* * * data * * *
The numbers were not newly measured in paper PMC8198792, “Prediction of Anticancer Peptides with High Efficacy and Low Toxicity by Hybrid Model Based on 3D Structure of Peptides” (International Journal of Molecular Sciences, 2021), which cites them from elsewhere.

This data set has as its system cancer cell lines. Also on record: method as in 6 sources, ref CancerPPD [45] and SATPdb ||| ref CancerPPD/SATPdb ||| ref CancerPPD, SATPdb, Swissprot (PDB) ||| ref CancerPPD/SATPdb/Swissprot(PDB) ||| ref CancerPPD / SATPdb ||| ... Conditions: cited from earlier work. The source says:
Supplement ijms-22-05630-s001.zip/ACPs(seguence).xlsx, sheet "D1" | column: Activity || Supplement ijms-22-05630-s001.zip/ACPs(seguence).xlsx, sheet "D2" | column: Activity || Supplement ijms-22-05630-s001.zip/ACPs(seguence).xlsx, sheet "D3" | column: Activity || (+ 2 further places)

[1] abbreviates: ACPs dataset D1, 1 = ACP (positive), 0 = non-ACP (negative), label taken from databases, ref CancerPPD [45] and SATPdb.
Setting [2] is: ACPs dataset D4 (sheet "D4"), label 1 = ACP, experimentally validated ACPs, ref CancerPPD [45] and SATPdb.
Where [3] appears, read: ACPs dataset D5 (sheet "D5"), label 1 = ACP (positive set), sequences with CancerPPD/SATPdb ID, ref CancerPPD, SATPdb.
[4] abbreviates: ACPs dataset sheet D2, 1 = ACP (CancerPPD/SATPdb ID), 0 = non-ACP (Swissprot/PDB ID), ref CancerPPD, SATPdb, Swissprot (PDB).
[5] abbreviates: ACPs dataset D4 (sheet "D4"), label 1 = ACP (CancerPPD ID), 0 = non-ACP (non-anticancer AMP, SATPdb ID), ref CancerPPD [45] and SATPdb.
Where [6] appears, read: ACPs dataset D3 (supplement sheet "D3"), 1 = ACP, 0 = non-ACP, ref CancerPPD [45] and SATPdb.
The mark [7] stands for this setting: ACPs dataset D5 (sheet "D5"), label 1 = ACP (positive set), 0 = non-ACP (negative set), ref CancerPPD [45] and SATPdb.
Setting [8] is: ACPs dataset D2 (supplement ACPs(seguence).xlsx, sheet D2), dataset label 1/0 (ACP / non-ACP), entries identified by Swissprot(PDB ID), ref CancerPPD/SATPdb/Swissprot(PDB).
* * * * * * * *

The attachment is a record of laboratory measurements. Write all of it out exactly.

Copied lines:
The numbers were not newly measured in paper PMC8198792, “Prediction of Anticancer Peptides with High Efficacy and Low Toxicity by Hybrid Model Based on 3D Structure of Peptides” (International Journal of Molecular Sciences, 2021), which cites them from elsewhere.

This data set has as its system cancer cell lines. Also on record: method as in 6 sources, ref CancerPPD [45] and SATPdb ||| ref CancerPPD/SATPdb ||| ref CancerPPD, SATPdb, Swissprot (PDB) ||| ref CancerPPD/SATPdb/Swissprot(PDB) ||| ref CancerPPD / SATPdb ||| ... Conditions: cited from earlier work. The source says:
Supplement ijms-22-05630-s001.zip/ACPs(seguence).xlsx, sheet "D1" | column: Activity || Supplement ijms-22-05630-s001.zip/ACPs(seguence).xlsx, sheet "D2" | column: Activity || Supplement ijms-22-05630-s001.zip/ACPs(seguence).xlsx, sheet "D3" | column: Activity || (+ 2 further places)

[1] abbreviates: ACPs dataset D1, 1 = ACP (positive), 0 = non-ACP (negative), label taken from databases, ref CancerPPD [45] and SATPdb.
Setting [2] is: ACPs dataset D4 (sheet "D4"), label 1 = ACP, experimentally validated ACPs, ref CancerPPD [45] and SATPdb.
Where [3] appears, read: ACPs dataset D5 (sheet "D5"), label 1 = ACP (positive set), sequences with CancerPPD/SATPdb ID, ref CancerPPD, SATPdb.
[4] abbreviates: ACPs dataset sheet D2, 1 = ACP (CancerPPD/SATPdb ID), 0 = non-ACP (Swissprot/PDB ID), ref CancerPPD, SATPdb, Swissprot (PDB).
[5] abbreviates: ACPs dataset D4 (sheet "D4"), label 1 = ACP (CancerPPD ID), 0 = non-ACP (non-anticancer AMP, SATPdb ID), ref CancerPPD [45] and SATPdb.
Where [6] appears, read: ACPs dataset D3 (supplement sheet "D3"), 1 = ACP, 0 = non-ACP, ref CancerPPD [45] and SATPdb.
The mark [7] stands for this setting: ACPs dataset D5 (sheet "D5"), label 1 = ACP (positive set), 0 = non-ACP (negative set), ref CancerPPD [45] and SATPdb.
Setting [8] is: ACPs dataset D2 (supplement ACPs(seguence).xlsx, sheet D2), dataset label 1/0 (ACP / non-ACP), entries identified by Swissprot(PDB ID), ref CancerPPD/SATPdb/Swissprot(PDB).